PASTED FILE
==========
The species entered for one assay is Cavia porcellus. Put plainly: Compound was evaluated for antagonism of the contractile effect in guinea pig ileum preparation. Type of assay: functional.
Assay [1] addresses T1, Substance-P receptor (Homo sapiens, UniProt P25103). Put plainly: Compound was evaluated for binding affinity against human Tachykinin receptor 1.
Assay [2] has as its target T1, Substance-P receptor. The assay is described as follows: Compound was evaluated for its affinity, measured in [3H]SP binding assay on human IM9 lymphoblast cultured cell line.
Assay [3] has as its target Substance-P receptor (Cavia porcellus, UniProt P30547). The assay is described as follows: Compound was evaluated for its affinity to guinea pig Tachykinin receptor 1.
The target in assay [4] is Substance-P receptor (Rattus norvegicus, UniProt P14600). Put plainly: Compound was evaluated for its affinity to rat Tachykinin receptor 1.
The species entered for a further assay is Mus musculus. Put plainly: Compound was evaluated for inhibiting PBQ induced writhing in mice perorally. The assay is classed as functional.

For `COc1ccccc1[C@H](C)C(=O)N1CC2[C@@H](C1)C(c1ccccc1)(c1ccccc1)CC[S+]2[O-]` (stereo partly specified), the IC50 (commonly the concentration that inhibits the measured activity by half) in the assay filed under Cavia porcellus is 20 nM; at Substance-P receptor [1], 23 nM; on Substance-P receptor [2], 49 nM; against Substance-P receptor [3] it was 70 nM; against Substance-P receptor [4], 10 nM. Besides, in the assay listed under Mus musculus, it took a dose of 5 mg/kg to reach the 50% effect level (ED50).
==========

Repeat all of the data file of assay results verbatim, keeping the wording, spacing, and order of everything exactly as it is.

The species entered for one assay is Cavia porcellus. Put plainly: Compound was evaluated for antagonism of the contractile effect in guinea pig ileum preparation. Type of assay: functional.
Assay [1] addresses T1, Substance-P receptor (Homo sapiens, UniProt P25103). Put plainly: Compound was evaluated for binding affinity against human Tachykinin receptor 1.
Assay [2] has as its target T1, Substance-P receptor. The assay is described as follows: Compound was evaluated for its affinity, measured in [3H]SP binding assay on human IM9 lymphoblast cultured cell line.
Assay [3] has as its target Substance-P receptor (Cavia porcellus, UniProt P30547). The assay is described as follows: Compound was evaluated for its affinity to guinea pig Tachykinin receptor 1.
The target in assay [4] is Substance-P receptor (Rattus norvegicus, UniProt P14600). Put plainly: Compound was evaluated for its affinity to rat Tachykinin receptor 1.
The species entered for a further assay is Mus musculus. Put plainly: Compound was evaluated for inhibiting PBQ induced writhing in mice perorally. The assay is classed as functional.

For `COc1ccccc1[C@H](C)C(=O)N1CC2[C@@H](C1)C(c1ccccc1)(c1ccccc1)CC[S+]2[O-]` (stereo partly specified), the IC50 (commonly the concentration that inhibits the measured activity by half) in the assay filed under Cavia porcellus is 20 nM; at Substance-P receptor [1], 23 nM; on Substance-P receptor [2], 49 nM; against Substance-P receptor [3] it was 70 nM; against Substance-P receptor [4], 10 nM. Besides, in the assay listed under Mus musculus, it took a dose of 5 mg/kg to reach the 50% effect level (ED50).